10. Big Black: “Atomizer” “In the Eighties, there was a real sense of community for me with the whole indie rock scene in America. Not only was this a great record but Big Black were one of those bands who really held onto the ideals of independence. It was all about community and doing it yourself. I got to know Steve Albini and worked with him and it all tied together, but I can remember when Cristina got this record because I’d never liked Big Black but I really grew to love them.”

11. The Residents: “Satisfaction” “The reason that I liked The Residents is because they were just playing around with stuff. They did do some good songs but their whole thing was based on f***ing around with pop culture and pop music. They never took off anywhere, maybe that was the point of it. I’ve always liked music that was never going to work. Their cover of ‘Satisfaction’ was just totally f***ed up. It’s ridiculous.”

12. The Electric Eels: “A Physical Investigation With…” The Monks: “Black Monk Time” “What’s always appealed to me are records made by bands which are just too messed up and weird. It’s like you’re finding something secret. It’s music that came from nowhere. The Monks were a bunch of American GIs in Germany in the Sixties who formed a band out of boredom. They were a garage band by default. The Electric Eels were so f***ing weird. They were around in the early Seventies but this record didn’t come out until 1989. They could never get anyone to put them on and they used to band sheets of metal. three members of the band were always walking out because the frontman, Morton, used to attack them.”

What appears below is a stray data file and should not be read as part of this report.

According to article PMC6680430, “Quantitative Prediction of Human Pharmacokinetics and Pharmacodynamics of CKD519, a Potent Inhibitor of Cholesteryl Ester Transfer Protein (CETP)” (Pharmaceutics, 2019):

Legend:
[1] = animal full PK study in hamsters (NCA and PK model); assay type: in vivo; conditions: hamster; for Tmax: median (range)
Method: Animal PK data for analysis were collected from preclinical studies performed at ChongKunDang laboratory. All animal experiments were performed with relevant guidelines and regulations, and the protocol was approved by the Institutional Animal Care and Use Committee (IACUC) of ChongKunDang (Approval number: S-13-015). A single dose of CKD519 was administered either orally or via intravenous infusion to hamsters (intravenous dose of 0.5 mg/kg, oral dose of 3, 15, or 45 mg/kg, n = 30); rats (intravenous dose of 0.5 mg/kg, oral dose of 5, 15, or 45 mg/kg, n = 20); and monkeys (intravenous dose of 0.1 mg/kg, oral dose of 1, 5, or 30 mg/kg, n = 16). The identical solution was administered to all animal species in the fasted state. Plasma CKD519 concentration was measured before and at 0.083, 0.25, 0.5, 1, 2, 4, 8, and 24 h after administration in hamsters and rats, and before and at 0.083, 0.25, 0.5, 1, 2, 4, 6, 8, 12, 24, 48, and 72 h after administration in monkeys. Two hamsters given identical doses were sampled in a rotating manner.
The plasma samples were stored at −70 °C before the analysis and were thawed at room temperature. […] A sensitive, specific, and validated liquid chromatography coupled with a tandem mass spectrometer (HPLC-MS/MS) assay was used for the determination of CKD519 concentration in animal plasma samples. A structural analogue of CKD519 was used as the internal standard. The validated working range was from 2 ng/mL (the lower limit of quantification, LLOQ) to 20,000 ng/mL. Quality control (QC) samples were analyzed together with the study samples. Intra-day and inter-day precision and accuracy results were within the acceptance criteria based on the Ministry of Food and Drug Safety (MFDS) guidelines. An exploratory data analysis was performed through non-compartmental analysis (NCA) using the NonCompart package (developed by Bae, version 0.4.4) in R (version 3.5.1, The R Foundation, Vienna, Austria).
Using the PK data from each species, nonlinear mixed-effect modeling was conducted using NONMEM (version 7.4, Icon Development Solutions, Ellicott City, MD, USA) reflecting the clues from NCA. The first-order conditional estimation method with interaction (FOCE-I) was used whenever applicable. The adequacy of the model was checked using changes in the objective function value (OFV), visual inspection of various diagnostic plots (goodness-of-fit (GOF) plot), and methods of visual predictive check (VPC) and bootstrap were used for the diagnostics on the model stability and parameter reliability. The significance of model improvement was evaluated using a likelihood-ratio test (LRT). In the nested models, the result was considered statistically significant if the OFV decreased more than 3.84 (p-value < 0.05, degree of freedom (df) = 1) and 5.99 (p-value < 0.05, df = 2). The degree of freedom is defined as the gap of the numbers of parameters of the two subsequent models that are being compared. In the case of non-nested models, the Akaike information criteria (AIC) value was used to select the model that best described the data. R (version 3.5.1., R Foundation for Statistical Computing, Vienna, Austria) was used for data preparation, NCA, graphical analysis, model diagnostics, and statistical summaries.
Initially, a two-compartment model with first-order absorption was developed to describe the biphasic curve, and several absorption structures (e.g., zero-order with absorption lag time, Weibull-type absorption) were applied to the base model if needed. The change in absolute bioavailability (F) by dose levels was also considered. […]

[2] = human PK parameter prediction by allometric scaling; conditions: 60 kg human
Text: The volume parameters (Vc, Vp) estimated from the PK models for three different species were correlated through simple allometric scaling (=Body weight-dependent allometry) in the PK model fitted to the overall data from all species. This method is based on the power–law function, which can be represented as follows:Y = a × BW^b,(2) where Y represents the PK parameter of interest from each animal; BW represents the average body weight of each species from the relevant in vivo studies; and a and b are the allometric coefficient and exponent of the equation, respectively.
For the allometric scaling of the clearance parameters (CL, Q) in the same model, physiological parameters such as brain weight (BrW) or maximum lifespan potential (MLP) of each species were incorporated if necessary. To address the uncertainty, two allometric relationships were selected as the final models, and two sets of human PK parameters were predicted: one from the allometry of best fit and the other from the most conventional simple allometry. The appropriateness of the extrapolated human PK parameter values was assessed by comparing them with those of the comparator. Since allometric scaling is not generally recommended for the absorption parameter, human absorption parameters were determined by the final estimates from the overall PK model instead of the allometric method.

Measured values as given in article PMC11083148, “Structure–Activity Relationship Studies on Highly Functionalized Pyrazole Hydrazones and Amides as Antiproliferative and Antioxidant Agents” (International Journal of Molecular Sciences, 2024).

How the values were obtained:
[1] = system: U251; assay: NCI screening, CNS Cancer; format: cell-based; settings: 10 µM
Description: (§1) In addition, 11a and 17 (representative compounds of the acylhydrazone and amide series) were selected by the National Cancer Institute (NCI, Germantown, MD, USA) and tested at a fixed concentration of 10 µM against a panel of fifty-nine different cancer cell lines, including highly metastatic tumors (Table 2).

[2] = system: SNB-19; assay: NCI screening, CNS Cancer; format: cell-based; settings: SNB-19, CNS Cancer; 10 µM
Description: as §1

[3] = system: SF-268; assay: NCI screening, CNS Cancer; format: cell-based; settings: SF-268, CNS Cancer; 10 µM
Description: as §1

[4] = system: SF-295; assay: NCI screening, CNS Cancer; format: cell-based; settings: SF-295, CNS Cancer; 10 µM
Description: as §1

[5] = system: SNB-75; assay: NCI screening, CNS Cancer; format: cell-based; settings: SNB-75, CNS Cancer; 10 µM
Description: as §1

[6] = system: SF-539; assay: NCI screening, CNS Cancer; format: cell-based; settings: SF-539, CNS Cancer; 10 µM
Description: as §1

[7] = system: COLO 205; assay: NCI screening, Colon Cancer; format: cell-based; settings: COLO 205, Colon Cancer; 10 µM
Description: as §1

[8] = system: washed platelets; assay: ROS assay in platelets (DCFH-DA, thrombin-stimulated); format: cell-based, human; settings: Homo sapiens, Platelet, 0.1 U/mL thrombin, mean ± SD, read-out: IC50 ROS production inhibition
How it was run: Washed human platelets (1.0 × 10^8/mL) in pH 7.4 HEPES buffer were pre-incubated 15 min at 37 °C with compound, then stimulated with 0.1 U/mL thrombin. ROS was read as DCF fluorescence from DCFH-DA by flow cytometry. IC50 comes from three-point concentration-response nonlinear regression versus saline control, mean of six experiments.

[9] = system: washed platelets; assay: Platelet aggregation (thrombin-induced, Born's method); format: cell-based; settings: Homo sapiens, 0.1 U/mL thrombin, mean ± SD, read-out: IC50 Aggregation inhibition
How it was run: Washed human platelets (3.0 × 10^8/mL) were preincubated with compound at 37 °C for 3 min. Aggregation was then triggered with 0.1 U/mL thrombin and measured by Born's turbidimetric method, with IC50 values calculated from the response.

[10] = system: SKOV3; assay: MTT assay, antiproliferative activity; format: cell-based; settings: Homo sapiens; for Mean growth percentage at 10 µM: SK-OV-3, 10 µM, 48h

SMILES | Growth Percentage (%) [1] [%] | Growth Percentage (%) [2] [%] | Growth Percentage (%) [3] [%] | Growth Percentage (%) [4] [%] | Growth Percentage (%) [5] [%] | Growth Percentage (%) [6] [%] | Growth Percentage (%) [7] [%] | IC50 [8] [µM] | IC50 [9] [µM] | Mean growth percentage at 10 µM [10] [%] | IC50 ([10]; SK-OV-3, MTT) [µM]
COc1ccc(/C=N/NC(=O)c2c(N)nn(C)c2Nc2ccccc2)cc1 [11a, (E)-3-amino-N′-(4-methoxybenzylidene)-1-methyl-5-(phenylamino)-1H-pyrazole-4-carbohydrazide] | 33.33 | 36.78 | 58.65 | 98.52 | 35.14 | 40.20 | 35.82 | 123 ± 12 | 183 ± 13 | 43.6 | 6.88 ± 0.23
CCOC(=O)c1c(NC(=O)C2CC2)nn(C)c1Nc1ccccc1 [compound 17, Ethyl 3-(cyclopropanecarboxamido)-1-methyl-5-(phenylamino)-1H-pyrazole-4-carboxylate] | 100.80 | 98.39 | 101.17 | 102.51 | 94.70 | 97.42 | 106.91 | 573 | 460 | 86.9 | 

13. Scraping Foetus Off The Wheel: “Hole” “This was another huge album that went along with the Nick Cave stuff. It’s crazy cartoon music. It’s wacky, but it is pop music. Everytime I see Jim lately, he’s always f***ed up. I think he always has been but it’s only now that I’m aware that he’s usually doing something. He’s been in New York City for more than 10 years now’ he just goes to tons of shows – you can’t not know him. He’s always out so I got to know him – but after Lydia left!”

Jon Spencer Blues Explosion are currently touring the UK with the Beastie Boys”